Friday, June 15, 2012

The Hunger Games

Clandestine spur of the moment meetings.  Going to any length for the next dose. Begging and pleading for someone to give more. And total immediate consumption upon receipt. 
No, I have not suddenly taken up a drug addiction.  Unless you call reading The Hunger Games trilogy, by Suzanne Collins, a drug.  A week and a half ago I decided I ought to read this big phenomenon that has taken over the world stage.  I found the first book at the library and after one chapter, I was hooked.  Utterly and completely drawn in to this dark and scary world that Katniss Everdeen resides in.  The whole concept of the book is far-fetched, but being that it has many more truths than one might want to admit, it rings with reality.

So I read on.  I was on the cusp of a cold, so I stayed in bed one evening, and after a late night when I should have been sleeping, I had finished the first book.  It rattled around in my brain like a loose ping pong ball, and kept me awake that night.
The next day I searched the library catalog for book 2.  Nada!  10 copies or so, all out. Not to mention a 40 person wait list!  So I trolled facebook, hoping that some pitying friend would have a copy to loan me.  Still nada.  Days passed, and I wondered if I would have to wait for 40 more people to read it at the library before I got my turn.  Argh!  Finally, one of my critique group partners answered my begging call and told me to meet her downtown that afternoon for a hand off.  It was a long morning waiting for the appropriated time, and I finally headed down the hill to get the next installment.  After not finding her, and wandering aimlessly, hopelessly around the bookstore, I finally found where she was sitting, grabbed the book, and ran home to meet the school bus.  I threw the kid in front of the TV and dived in to Catching Fire.  Ahhh, relief…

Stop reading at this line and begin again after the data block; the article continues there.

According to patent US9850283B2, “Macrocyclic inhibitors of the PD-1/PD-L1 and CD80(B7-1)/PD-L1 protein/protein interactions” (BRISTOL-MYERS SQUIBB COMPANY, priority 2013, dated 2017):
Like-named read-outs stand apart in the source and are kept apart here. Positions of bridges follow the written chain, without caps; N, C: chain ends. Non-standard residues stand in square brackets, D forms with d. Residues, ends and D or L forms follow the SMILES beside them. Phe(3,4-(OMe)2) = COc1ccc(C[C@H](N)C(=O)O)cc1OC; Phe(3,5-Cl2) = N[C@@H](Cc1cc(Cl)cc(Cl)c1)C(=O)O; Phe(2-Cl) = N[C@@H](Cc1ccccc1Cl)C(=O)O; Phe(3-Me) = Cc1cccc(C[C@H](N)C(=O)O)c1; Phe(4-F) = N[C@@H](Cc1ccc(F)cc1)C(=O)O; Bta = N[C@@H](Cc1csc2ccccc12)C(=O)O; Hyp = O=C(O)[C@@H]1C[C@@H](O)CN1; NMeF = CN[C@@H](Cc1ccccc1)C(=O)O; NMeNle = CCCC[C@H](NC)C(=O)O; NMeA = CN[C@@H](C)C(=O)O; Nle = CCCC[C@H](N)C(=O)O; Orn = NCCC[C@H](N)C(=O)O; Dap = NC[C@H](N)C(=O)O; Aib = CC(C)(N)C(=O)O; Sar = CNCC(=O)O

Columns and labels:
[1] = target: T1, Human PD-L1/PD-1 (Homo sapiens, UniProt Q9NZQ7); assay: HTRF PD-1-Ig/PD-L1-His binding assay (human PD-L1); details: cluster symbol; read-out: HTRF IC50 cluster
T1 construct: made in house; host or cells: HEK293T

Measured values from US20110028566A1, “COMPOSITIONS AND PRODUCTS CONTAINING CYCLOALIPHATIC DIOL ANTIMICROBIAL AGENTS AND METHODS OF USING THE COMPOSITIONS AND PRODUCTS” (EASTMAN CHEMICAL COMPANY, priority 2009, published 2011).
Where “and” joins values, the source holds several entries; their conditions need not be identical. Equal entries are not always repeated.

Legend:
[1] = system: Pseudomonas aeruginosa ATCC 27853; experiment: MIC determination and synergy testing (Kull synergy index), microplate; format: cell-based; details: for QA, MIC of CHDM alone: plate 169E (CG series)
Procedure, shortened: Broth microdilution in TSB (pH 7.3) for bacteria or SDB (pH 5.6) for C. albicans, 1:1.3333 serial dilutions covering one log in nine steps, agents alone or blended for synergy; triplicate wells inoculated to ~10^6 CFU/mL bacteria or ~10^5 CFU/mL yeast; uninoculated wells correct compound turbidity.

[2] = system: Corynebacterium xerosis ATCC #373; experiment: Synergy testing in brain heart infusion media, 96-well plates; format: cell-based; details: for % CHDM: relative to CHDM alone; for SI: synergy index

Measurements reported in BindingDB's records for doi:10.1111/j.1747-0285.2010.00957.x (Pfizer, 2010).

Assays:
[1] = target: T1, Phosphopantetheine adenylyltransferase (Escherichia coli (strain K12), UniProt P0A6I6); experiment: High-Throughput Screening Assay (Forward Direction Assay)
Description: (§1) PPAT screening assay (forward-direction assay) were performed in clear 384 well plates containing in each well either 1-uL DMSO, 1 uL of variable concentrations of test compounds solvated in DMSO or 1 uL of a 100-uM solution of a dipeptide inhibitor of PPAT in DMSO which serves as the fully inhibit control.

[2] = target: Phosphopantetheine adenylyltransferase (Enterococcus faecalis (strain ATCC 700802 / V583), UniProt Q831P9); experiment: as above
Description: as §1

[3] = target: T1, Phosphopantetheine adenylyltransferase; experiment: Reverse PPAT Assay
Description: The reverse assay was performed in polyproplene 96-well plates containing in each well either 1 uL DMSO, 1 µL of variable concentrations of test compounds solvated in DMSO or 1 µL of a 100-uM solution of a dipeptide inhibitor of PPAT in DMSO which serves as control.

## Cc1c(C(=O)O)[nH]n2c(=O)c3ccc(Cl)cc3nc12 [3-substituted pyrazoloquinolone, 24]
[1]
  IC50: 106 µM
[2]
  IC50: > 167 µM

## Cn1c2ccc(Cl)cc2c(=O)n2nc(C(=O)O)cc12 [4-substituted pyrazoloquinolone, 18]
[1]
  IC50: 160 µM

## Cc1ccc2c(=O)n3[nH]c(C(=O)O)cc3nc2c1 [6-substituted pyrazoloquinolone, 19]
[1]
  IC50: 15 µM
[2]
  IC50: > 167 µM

Luckily I had already secured a friend with a copy of the third book.  And the next day, having finished book 2 and despite a full blown head cold, I walked the ten minute trail down to her house for 3.  This one took a bit longer to read, since I had upped sleep to a higher priority on the list.  But I enjoyed Mockingjay very much and still, after 2 days it was done. 

Honestly, I’m glad the series is over.  I couldn’t have handled much more of the intensity of it all.  If you haven’t read it (and I can’t imagine there are many of you people left) I wouldn’t recommend starting it, unless you are prepared to become addicted. The Hunger Games however, leaves you with a bit more than a hangover or the stupor of a forgotten night, when you awake the next morning.  You don't read it- it consumes you.  And the consumption leaves you having a new perspective on the human race, questioning yourself and your values, and in the end, remembering just how valuable peace is.

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